Abortions at Abu Dhabi hospital rise after clarification of law

The passing of the Medical Liability Law last year did not change the original 2008 ruling on abortion but clearly set out what conditions had to be met.

ABU DHABI , UNITED ARAB EMIRATES , JULY 25 – 2017 :- Dr Ismail Hamade , Medical Affairs Director at his office in the Corniche Hospital in Abu Dhabi. ( Pawan Singh / The National ) Story by Shareena Al Nuwais
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The number of abortions at Abu Dhabi’s largest maternity hospital has risen steadily following the introduction of a law that clarified under what circumstances the procedure could be carried out.

Doctors at the government-run Corniche Hospital said the number was about 25 per year in 2013, 2014 and 2015.

Last year it rose to 45 and 25 have been carried out so far this year, suggesting a similar or higher number is expected by the end of the year.

The passing of the Medical Liability Law last year did not change the original 2008 ruling on abortion but clearly set out what conditions had to be met.

Abortions are considered legal in two circumstances – if the mother’s life is at risk because of the pregnancy or if the foetus has a disorder that makes it “incompatible with life” and below 120 days. Abortion is illegal is all other circumstances and cannot be opted into.

Dr Ismail Hamade, medical affairs director at Corniche Hospital, said that historically had doctors “avoided” performing abortions because of the absence of a clear legal framework.

“The new Medical Liability Law signed by Sheikh Khalifa Bin Zayed provided a legal framework for permissible abortions that is compatible with an Islamic perspective," he said.

"The framework embedded in the law enables a permissible abortion in certain medical situations and allows physicians to take appropriate medical-legal decisions.

"Today, we as physicians have better understanding of the law and are more comfortable with making these decisions. I think this explains the increase in the number of permissible abortions compared to previous years."

In 2007, in the absence of a legal framework at that time, permissible abortions were very few.


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Additionally, Dr Hamade said the decision-making process for permissible abortions was also hindered by the inability to predict the severity of such prenatally-diagnosed conditions, especially in genetic disorders.”

Following the issuance of the original Medical Liability Law in 2008, the number started to increase.

The abortion is “performed by a consultant specialised in obstetrics and gynecology and at the recommendation of the treating consultant for the justified termination of pregnancy,” after the consent of the Medical Specialty Board.

“Advances in pre-natal diagnostic techniques and molecular genetics have made it possible for our doctors to perform prenatal diagnosis early enough and to predict the types of genetic disorders, with its potential subsequent severity," Dr Hamade said.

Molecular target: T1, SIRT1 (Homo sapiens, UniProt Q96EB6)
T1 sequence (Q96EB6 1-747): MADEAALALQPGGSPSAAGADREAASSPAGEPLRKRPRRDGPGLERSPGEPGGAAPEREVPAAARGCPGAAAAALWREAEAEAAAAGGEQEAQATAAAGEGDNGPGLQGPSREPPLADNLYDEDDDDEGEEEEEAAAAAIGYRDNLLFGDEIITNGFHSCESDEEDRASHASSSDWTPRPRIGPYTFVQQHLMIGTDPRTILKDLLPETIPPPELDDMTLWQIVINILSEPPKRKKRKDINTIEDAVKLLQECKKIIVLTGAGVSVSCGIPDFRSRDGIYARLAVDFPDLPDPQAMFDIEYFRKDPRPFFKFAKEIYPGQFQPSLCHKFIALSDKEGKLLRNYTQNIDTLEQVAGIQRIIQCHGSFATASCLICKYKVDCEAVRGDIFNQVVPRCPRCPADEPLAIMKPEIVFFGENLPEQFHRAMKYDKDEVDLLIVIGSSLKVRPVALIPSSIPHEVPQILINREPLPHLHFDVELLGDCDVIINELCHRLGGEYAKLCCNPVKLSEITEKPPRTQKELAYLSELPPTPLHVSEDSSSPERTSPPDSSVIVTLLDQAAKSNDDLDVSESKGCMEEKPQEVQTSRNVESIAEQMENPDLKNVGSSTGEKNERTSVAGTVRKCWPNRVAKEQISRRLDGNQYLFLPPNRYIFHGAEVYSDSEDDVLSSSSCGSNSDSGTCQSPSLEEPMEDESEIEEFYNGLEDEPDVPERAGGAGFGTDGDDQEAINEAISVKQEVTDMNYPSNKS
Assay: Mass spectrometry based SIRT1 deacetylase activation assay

"Such techniques in the presence of the medical liability law made it possible for our doctors to counsel their patients accurately and in harmony with the law."

Dr Sameh Azzazy, an obstetrician and gynecologist at Well Care Medical Centre in Abu Dubai, also said: “The new law is a relief for us. We now have a better understanding of what the criteria for abortions. It will also reduce the number of women needing to travel abroad to countries where abortions are legal and will also hopefully reduce the number of illegal abortions performed by unlicensed and unethical doctors.”

Dr Azzazy said that he has seen many patients who have developed severe complications after resorting to illegal abortions

“The new law will protect many women and families but we are yet to see clear guidelines distributed to doctors in the private sector,”

Doctors in the private sector are unsure whether the law allows them to perform abortions. Technically, they are able to secure permission but said they instead send patients to government-run facilities.

Dr Aruna Kumari, who works in obstetrics and gynecology at Burjeel Hospital, said she has not heard of an abortion in the private sector for the past eight years.

“We are happy referring them to government hospitals. These cases where abortions are required, are very rare and out of the routine so in a region where abortions are considered taboo it is safer to just refer them to the government," she said.

Abortion-related medicines are also very limited in the private sector, Dr Kumari said.

“Having this procedure under government control prevents any abuse that more likely to occur in the private sector,” she said.

The most common cases of permissible abortions for fetal reasons are anencephaly, lethal chromosomal abnormalities such Meckel Syndrome and Edwards Syndrome, and lethal renal problems.

Permissible abortions for maternal reasons are mainly severe infections such chorioamnionitis, and other life threatening disorders.